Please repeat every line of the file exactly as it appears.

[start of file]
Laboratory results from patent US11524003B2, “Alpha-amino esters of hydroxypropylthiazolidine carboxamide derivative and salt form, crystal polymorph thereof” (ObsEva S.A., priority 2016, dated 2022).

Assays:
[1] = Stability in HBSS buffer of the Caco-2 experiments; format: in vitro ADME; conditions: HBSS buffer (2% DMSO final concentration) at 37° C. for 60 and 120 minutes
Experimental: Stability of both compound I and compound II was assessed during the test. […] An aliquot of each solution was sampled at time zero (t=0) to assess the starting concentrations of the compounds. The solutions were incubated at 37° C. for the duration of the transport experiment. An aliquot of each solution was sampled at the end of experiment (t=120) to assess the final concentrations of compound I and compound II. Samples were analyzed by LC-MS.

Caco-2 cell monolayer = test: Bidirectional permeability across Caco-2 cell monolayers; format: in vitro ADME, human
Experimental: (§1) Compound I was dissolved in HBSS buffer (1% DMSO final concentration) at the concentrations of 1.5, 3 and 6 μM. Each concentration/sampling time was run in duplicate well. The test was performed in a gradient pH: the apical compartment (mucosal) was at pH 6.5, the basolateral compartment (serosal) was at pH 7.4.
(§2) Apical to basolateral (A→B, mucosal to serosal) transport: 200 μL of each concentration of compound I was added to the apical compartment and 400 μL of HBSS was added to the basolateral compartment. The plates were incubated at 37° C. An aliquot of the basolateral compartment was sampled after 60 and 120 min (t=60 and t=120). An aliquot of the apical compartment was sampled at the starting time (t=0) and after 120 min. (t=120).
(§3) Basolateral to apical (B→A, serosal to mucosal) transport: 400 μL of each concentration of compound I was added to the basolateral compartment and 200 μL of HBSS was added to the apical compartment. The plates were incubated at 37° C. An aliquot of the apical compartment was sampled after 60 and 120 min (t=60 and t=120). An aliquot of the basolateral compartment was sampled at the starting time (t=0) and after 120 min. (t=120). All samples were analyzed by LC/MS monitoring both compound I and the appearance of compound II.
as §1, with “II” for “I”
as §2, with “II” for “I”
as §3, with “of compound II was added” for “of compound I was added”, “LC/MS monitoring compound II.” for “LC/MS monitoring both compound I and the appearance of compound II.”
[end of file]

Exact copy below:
Laboratory results from patent US11524003B2, “Alpha-amino esters of hydroxypropylthiazolidine carboxamide derivative and salt form, crystal polymorph thereof” (ObsEva S.A., priority 2016, dated 2022).

Assays:
[1] = Stability in HBSS buffer of the Caco-2 experiments; format: in vitro ADME; conditions: HBSS buffer (2% DMSO final concentration) at 37° C. for 60 and 120 minutes
Experimental: Stability of both compound I and compound II was assessed during the test. […] An aliquot of each solution was sampled at time zero (t=0) to assess the starting concentrations of the compounds. The solutions were incubated at 37° C. for the duration of the transport experiment. An aliquot of each solution was sampled at the end of experiment (t=120) to assess the final concentrations of compound I and compound II. Samples were analyzed by LC-MS.

Caco-2 cell monolayer = test: Bidirectional permeability across Caco-2 cell monolayers; format: in vitro ADME, human
Experimental: (§1) Compound I was dissolved in HBSS buffer (1% DMSO final concentration) at the concentrations of 1.5, 3 and 6 μM. Each concentration/sampling time was run in duplicate well. The test was performed in a gradient pH: the apical compartment (mucosal) was at pH 6.5, the basolateral compartment (serosal) was at pH 7.4.
(§2) Apical to basolateral (A→B, mucosal to serosal) transport: 200 μL of each concentration of compound I was added to the apical compartment and 400 μL of HBSS was added to the basolateral compartment. The plates were incubated at 37° C. An aliquot of the basolateral compartment was sampled after 60 and 120 min (t=60 and t=120). An aliquot of the apical compartment was sampled at the starting time (t=0) and after 120 min. (t=120).
(§3) Basolateral to apical (B→A, serosal to mucosal) transport: 400 μL of each concentration of compound I was added to the basolateral compartment and 200 μL of HBSS was added to the apical compartment. The plates were incubated at 37° C. An aliquot of the apical compartment was sampled after 60 and 120 min (t=60 and t=120). An aliquot of the basolateral compartment was sampled at the starting time (t=0) and after 120 min. (t=120). All samples were analyzed by LC/MS monitoring both compound I and the appearance of compound II.
as §1, with “II” for “I”
as §2, with “II” for “I”
as §3, with “of compound II was added” for “of compound I was added”, “LC/MS monitoring compound II.” for “LC/MS monitoring both compound I and the appearance of compound II.”